by Bing West
The 2014 Counterinsurgency Field Manual Requires Pre-Publication Review
A new field manual on counterinsurgency (COIN) is about to be published. The FM states, “Many important decisions are not made by generals.” COIN is conducted by captains, not generals. So why not let the captains decide about the merits of this FM? Ask a dozen company commanders from Afghanistan to respond to the following query:
Rate the 2014 COIN FM on a scale of one to three below:
1. This FM contains overly-optimistic advice and unachievable goals. It leads down the wrong path.
2. The FM is not worth the time it takes to read. It leaves me indifferent. It is a signpost pointing to a dozen different paths.
3. The FM clarifies the principles that must be followed in the next COIN. It must be read and followed by all at battalion level and above. It leads down the correct path.
As currently written, the 2014 FM endorses and enlarges upon the 2006 FM that declared, “Soldiers and Marines are expected to be nation-builders as well as warriors.” If doctrine collapses in practice, do not repeat it. We tried COIN as nation-building twice, and twice it failed.
“Write this down,” President George W. Bush said in 2003. “Afghanistan and Iraq will lead that part of the world to democracy. They are going to be the catalyst to change the Middle East and the world.”
After 3,000 civilians were murdered at the Twin Towers, the question was how to destroy Al Qaeda. The answer, enthusiastically endorsed by the US military, was to build two democracies in the Islamic, authoritarian Middle East. That was a non sequitur. Thus the American military hurled itself into host nation governance, economic development and politics, where it had no expertise. Disaster followed.
In Iraq, the US military, after easily destroying the Saddam regime, uttered no protest when an inexperienced American pro-counsel abolished the Sunni-centric Iraqi Army. For the next four years, we waged war against Al Qaeda, disaffected Iraqi officers and Sunni tribes. In 2006, a breakthrough came via the Anbar Awakening. In 2007, Generals Petraeus and Odierno adroitly deployed a surge force courageously ordered by President Bush. The FM claims the Sunni tribes went over to the government side. Abu Risha, however, told me they came over to the strongest tribe – the US military. They remained disdainful and deeply suspicious of the Shiite sectarian government. Nonetheless, civil war was averted. It seemed the COIN FM was confirmed.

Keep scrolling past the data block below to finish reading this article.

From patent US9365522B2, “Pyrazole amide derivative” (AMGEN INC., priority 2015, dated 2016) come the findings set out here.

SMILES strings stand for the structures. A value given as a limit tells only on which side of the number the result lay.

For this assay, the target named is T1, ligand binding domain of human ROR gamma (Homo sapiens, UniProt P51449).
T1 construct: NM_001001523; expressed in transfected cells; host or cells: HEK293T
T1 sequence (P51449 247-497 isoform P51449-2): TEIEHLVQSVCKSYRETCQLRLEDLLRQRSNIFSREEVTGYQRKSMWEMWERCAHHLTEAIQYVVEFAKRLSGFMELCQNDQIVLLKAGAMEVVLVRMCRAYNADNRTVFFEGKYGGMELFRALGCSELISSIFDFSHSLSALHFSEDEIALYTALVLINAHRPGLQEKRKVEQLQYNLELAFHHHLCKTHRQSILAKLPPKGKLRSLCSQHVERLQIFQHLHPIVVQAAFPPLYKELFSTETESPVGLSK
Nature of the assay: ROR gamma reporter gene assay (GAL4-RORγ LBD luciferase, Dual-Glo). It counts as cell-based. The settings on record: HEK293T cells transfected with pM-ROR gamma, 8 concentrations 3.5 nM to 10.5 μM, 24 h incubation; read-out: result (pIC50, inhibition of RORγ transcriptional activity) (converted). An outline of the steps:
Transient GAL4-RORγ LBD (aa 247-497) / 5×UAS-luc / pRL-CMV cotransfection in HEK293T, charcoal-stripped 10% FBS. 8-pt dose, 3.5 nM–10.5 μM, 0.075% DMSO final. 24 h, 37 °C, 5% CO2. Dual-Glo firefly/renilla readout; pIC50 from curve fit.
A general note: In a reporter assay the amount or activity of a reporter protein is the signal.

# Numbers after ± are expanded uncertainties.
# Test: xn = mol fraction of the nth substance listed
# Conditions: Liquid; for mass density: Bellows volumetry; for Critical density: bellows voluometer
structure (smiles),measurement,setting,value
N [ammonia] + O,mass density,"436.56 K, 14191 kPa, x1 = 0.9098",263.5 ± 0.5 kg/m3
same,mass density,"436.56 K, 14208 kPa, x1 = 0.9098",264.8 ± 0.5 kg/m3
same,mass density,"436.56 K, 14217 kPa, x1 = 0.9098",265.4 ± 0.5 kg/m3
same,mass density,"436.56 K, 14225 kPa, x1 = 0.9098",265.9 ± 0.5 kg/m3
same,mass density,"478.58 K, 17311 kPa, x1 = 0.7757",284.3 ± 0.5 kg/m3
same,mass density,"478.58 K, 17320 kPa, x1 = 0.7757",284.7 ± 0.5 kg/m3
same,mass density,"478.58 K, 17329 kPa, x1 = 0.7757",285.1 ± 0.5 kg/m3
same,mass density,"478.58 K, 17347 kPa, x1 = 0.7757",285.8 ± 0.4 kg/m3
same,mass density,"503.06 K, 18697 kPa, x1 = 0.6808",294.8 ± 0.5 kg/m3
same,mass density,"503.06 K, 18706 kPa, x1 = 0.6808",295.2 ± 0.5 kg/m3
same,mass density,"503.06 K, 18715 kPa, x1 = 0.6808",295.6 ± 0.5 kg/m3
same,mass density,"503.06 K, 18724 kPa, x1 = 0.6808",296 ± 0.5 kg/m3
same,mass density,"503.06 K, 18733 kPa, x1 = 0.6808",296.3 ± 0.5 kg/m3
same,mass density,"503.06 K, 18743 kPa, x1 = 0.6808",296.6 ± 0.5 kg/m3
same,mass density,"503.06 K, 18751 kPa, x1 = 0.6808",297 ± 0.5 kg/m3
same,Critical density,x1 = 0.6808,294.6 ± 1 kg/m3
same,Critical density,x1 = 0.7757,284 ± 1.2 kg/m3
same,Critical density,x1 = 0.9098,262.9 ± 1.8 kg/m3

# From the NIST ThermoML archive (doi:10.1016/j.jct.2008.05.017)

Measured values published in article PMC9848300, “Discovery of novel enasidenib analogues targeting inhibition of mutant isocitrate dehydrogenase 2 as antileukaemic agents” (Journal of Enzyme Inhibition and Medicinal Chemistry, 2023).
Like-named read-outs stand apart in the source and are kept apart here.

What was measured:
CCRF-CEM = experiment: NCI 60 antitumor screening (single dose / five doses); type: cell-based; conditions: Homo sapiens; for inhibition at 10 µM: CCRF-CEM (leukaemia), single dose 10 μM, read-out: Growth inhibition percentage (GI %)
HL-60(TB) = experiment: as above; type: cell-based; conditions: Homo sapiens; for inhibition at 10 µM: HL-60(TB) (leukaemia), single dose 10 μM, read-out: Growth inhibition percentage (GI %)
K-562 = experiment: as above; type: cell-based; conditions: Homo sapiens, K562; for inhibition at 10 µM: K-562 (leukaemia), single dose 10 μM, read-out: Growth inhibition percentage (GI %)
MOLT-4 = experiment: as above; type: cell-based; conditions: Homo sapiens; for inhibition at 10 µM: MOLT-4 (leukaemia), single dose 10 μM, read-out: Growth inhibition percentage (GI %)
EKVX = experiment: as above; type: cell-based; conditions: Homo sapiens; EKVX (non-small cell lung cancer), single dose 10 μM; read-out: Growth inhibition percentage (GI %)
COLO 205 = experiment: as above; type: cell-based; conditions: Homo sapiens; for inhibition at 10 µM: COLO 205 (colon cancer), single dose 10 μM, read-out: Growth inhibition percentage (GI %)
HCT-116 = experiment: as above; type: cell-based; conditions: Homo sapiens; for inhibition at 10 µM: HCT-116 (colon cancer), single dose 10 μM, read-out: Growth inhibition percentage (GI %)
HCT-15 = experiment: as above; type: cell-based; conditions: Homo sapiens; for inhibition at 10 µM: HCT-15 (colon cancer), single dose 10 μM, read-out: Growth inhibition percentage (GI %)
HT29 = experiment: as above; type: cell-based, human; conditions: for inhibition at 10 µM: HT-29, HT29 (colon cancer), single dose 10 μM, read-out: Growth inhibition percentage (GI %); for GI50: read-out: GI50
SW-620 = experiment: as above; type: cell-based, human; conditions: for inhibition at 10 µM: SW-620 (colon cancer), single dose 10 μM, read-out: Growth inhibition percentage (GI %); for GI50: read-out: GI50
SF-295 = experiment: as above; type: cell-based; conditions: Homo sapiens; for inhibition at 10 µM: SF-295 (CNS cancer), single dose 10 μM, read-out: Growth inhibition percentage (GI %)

However, the COIN FM demanded four tasks (lines of operations/effort) of our units: 1) security; 2) development; 3) establishment of good governance; and 4) rule of law. Security seemed to succeed. Development was a sinkhole. Good governance and rule of law were abject failures. We were batting one for four.
Then, according to Mr. Bush, Petraeus and Odierno agreed with him to pull out all US troops. Thus our commanders were key in making a political decision that threw away success. Maliki, a sectarian tyrant, disenfranchised the Sunnis. The tribes stood aside while Al Qaeda re-seized Fallujah. Today, Iran has more influence in Iraq than does America. The US military did not build the stable democratic nation in Iraq that was the objective of FM 3-24.
In Afghanistan, Karzai was more an opponent than ally. The urban dwellers have voted for a new president in 2014. But democracy in Afghanistan is similar to that in Russia and Pakistan: a kleptocracy where oligarchs divide the profits. Afghanistan is rated as the world’s most corrupt state. Any future president of Afghanistan will share the wealth of America among his cronies.
Hundreds of billions in aid were wasted and stolen. There was no rule of law. There were no Pashtun villagers driving out the Taliban. Because we are not colonialists, we did not fire the people in charge, even when they were corrupt, weak, inept or as antagonistic as Karzai. We did not destroy Al Qaeda, or defeat the Taliban, or create a true democracy. Our basic mistake was handing freedom as a gift and doing the fighting for others.
Our most revered generals enthusiastically embraced the effort to change the Afghan culture. They knew it would take decades to succeed in counterinsurgency defined as nation building. Yet they dribbled in their requests for more manpower and more time. The high command believed that our nineteen year-old soldiers could change the character of Islamic nations. But the Pashtun tribes never came over to our side.